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1. Overview

In this quick tutorial, we’ll show two different ways of deserializing immutable Java objects with the Jackson JSON processing library.

2. Why Do We Use Immutable Objects?

An immutable object is an object that keeps its state intact since the very moment of its creation. It means that no matter which methods of the object the end user calls, the object behaves the same way.

Immutable objects come in handy when we design a system that must work in a multithreaded environment, as immutability generally guarantees thread safety.

On the other hand, immutable objects are useful when we need to handle input from external sources. For instance, it can be user input or some data from storage. In that case, it may be critical to preserve the received data and protect it from accidental or unintended changes.

Let’s see how we can deserialize an immutable object.

3. Public Constructor

Let’s consider the Employee class structure. It has two required fields: id and name, thus we define a public all-arguments constructor that has a set of arguments that matches the set of object’s fields:

public class Employee {

    private final long id;
    private final String name;

    public Employee(long id, String name) {
        this.id = id;
        this.name = name;
    }

    // getters
}

This way, we’ll have all the object’s fields initialized at the moment of creation. Final modifiers in fields’ declaration won’t let us change their values in future. To make this object deserializable, we simply need to add a couple of annotations to this constructor:

@JsonCreator(mode = JsonCreator.Mode.PROPERTIES)
public Employee(@JsonProperty("id") long id, @JsonProperty("name") String name) {
    this.id = id;
    this.name = name;
}

Let’s take a closer look at the annotations we have just added.

First of all, @JsonCreator tells Jackson deserializer to use the designated constructor for deserialization.

There are two modes that can be used as a parameter for this annotation – PROPERTIES and DELEGATING.

PROPERTIES is the most suitable when we declare an all-arguments constructor, while DELEGATING may be useful for single-argument constructors.

After that, we need to annotate each of constructor arguments with @JsonProperty stating the name of the respective property as the annotation value. We should be very careful at this step, as all the property names must match with the ones that we used during serialization.

Let’s take a look at a simple unit test that covers the deserialization of an Employee object:

String json = "{\"name\":\"Frank\",\"id\":5000}";
Employee employee = new ObjectMapper().readValue(json, Employee.class);

assertEquals("Frank", employee.getName());
assertEquals(5000, employee.getId());

4. Private Constructor and a Builder

Sometimes it happens that an object has a set of optional fields. Let’s consider another class structure, Person, which has an optional age field:

public class Person {
    private final String name;
    private final Integer age;

    // getters
}

When we have a significant number of such fields, creating a public constructor may become cumbersome. In other words, we’ll need to declare a lot of arguments for the constructor and annotate each of them with @JsonProperty annotations. As a result, many repetitive declarations will make our code bloated and hard to read.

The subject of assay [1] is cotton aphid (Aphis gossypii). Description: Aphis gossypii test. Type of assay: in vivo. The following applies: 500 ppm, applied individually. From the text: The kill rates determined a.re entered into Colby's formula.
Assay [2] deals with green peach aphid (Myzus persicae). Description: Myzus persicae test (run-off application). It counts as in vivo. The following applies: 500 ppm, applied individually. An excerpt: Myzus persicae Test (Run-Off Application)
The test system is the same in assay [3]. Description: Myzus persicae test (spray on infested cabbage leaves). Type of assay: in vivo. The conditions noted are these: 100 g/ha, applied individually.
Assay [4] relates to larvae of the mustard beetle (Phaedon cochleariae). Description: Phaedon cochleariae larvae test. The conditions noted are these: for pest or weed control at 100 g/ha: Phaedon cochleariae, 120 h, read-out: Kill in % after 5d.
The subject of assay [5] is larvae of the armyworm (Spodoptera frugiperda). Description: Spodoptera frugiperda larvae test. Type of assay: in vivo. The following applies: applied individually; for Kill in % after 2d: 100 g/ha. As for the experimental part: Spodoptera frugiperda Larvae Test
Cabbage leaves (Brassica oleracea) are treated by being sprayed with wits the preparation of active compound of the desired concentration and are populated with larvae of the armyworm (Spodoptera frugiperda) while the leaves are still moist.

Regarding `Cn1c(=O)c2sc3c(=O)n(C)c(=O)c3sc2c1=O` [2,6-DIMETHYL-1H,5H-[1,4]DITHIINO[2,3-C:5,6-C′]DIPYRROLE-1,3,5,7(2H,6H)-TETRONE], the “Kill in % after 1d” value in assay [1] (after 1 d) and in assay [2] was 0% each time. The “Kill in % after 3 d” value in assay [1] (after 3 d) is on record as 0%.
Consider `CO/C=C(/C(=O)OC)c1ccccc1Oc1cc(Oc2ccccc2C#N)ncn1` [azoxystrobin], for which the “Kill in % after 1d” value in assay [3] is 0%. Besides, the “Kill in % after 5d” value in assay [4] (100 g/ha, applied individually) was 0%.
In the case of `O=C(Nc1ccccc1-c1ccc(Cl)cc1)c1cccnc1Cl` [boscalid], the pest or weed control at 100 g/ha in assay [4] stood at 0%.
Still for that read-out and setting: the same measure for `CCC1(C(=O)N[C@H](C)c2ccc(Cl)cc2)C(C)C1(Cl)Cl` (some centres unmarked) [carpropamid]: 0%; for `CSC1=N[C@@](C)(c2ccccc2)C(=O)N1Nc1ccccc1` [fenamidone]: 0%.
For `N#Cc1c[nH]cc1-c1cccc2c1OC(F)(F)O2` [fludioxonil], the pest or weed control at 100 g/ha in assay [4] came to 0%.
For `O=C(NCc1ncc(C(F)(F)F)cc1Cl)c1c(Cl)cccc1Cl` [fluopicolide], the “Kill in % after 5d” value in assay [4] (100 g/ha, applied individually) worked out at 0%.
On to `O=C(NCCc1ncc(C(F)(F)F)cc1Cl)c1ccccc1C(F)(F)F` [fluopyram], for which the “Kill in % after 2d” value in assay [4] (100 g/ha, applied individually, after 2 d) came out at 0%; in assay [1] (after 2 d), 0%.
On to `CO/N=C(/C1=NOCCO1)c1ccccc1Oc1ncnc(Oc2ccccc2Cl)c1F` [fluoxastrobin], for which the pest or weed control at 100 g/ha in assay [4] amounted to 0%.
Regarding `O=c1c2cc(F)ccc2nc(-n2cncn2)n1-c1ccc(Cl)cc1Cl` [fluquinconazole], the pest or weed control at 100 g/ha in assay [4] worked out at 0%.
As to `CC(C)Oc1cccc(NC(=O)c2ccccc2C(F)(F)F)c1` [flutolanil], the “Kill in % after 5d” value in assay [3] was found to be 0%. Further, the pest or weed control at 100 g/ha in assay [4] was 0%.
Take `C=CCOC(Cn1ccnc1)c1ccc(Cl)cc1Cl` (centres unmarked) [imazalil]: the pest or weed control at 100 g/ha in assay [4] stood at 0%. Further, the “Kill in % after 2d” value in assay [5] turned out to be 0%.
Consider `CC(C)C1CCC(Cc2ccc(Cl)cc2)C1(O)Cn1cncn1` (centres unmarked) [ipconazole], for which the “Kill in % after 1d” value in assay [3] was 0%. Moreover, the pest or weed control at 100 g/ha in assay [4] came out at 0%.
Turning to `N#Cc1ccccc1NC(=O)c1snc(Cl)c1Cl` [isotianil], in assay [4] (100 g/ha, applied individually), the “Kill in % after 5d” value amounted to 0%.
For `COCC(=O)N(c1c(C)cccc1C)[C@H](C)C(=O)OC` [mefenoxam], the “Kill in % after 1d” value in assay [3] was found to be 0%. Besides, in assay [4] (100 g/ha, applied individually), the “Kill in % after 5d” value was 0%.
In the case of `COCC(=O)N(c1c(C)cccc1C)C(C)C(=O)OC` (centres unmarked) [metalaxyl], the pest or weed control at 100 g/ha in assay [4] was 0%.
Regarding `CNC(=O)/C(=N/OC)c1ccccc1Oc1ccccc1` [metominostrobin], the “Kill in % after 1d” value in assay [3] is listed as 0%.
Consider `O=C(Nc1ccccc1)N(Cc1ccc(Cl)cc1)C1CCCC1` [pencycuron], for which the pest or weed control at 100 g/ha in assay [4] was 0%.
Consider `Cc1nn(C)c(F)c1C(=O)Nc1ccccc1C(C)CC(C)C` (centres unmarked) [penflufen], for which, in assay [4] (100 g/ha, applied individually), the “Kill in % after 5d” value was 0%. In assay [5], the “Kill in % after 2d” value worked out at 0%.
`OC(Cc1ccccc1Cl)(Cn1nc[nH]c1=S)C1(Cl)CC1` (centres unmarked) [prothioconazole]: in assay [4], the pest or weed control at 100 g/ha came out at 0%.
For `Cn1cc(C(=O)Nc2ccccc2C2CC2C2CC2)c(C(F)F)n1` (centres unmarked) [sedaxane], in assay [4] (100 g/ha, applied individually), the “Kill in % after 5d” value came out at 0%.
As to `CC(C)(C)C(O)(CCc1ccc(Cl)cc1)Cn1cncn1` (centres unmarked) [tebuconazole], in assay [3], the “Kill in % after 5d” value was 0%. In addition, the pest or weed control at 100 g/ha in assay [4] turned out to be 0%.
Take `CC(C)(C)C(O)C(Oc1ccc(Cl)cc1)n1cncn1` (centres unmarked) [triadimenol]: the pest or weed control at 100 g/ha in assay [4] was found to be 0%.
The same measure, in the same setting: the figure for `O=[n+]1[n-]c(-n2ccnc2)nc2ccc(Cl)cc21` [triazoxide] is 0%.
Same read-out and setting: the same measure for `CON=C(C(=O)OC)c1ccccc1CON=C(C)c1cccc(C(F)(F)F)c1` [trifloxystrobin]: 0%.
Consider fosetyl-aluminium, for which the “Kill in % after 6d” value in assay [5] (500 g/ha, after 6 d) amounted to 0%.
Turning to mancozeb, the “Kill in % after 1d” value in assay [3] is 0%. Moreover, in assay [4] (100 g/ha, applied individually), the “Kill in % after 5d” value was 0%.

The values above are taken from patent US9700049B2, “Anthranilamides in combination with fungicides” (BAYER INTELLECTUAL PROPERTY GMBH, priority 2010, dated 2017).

This is the case when a classical Builder pattern comes to the rescue. Let’s see how we can employ its power in deserialization. First of all, let’s declare a private all-arguments constructor and a Builder class:

private Person(String name, Integer age) {
    this.name = name;
    this.age = age;
}

static class Builder {
    String name;
    Integer age;
    
    Builder withName(String name) {
        this.name = name;
        return this;
    }
    
    Builder withAge(Integer age) {
        this.age = age;
        return this;
    }
    
    public Person build() {
        return new Person(name, age);
    } 
}

To make the Jackson deserializer use this Builder, we just need to add two annotations to our code. First of all, we need to mark our class with @JsonDeserialize annotation, passing a builder parameter with a fully qualified domain name of a builder class.

After that, we need to annotate the builder class itself as @JsonPOJOBuilder:

@JsonDeserialize(builder = Person.Builder.class)
public class Person {
    //...
    
    @JsonPOJOBuilder
    static class Builder {
        //...
    }
}

Note, that we can customize names of methods used during the build.

Parameter buildMethodName defaults to “build” and stands for the name of the method that we call when the builder is ready to generate a new object.

Another parameter, withPrefix, stands for the prefix that we add to builder methods responsible for setting properties. The default value for this parameter is “with”. That’s why we didn’t specify any of these parameters in the example.

Let’s take a look at a simple unit test that covers the deserialization of a Person object:

String json = "{\"name\":\"Frank\",\"age\":50}";
Person person = new ObjectMapper().readValue(json, Person.class);

assertEquals("Frank", person.getName());
assertEquals(50, person.getAge().intValue());

5. Conclusion

In this short article, we’ve seen how to deserialize immutable objects using the Jackson library.

All the code related to this article can be found over on Github.

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